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Exploring Shaw’s Alleys & Offshoots

Colorful street art mural in Shaw's Blagden Alley - Historic alleyway in Washington, DC

Discover historic (and somewhat hidden) blocks where restaurants and businesses now thrive.

In the 19th century, hundreds of intersecting alleys existed behind DC’s blocks of rowhouses. The brick-paved zones were home to stables, workshops and working-class dwellings. Today, many of these alleys are gone, but a few remain – and they’ve become some of the hottest areas for bars, restaurants and mural art (or shopping) in the city. In Shaw, Blagden Alley and Naylor Court are considered so notable, the National Park Service designated them as a historic district. Nearby, the City Market at O has reinvented itself as a new complex bustling with commerce and activity.

@brittmichele15 - Blagden Alley in the Shaw neighborhood - Washington, DC

Blagden Alley

DC’s hippest remaining alley was once home to working-class immigrants and African Americans. Today, rehabbed carriage-house homes mingle with cool-kid restaurants like The Dabney (Mid-Atlantic cuisine cooked over a wood fire) and coffee outpost La Colombe. Derek Brown, one of the best-known mixologists in town, also reopened his cultishly popular cocktail bar The Columbia Room here. It’s got an outdoor “punch deck” and a menu of inventive cocktails (some featuring antique spirits). For spirit-free punches, check out JRINK Juicery, whose cold-pressed juices are spurring fruit-flavored cleanses. The outdoor DC Alley Museum – essentially a series of colorful murals painted on garage doors and the sides of buildings – includes an oversized tribute to musicians Sun Ra and Erykah Badu, plus mosaic images of former alley dwellers.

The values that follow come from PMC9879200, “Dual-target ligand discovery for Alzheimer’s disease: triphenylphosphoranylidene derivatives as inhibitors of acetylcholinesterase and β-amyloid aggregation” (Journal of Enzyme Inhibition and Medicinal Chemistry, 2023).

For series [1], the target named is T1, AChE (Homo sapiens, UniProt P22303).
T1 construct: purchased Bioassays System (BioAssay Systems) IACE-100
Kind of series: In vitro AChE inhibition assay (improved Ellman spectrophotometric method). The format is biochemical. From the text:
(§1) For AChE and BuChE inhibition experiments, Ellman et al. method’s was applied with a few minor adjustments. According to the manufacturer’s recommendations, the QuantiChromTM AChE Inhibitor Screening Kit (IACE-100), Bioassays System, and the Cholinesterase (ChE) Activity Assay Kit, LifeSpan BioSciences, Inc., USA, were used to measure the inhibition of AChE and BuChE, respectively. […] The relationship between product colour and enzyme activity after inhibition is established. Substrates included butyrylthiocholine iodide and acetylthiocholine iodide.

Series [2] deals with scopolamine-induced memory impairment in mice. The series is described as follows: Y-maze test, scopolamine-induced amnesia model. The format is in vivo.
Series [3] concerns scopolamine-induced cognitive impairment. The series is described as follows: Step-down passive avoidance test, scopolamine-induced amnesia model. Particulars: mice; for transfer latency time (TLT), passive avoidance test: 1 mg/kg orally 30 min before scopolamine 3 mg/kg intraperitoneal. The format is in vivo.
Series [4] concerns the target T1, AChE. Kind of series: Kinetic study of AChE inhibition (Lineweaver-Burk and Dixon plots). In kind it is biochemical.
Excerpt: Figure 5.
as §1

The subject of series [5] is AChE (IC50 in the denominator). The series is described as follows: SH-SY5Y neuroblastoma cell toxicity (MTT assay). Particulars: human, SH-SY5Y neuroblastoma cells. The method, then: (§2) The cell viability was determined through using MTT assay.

Naylor Court

Bladgen Alley’s tinier, U-shaped neighbor also shows off red brick paving and old-timey, quirky buildings, many of them former horse stables (there’s even a sign for E.J. Adams & Co. Stables on one facade). Today, the area is home to architects’ studios and homes as well as Sundevich, a gourmet sammie shop located in a converted garage. Other businesses that back to the court include minimalist housewares den Darryl Carter and New American eatery Thally.

The City Market at O

An 1881 Gothic-Revival market (well, the church-like brick exterior of it) anchors another historic zone in Shaw that’s been transformed by recent redevelopment. Besides an upmarket Giant grocery store (it's most gigantic), the area includes a Cambria Suites hotel and eateries like the French-American bistro Convivial and Dolci Gelati Cafe for frozen treats and coffee – especially nice on the sidewalk seats.

Shaw has many other restaurants, bars and attractions. For more on the neighborhood, check out things to see and do in Shaw.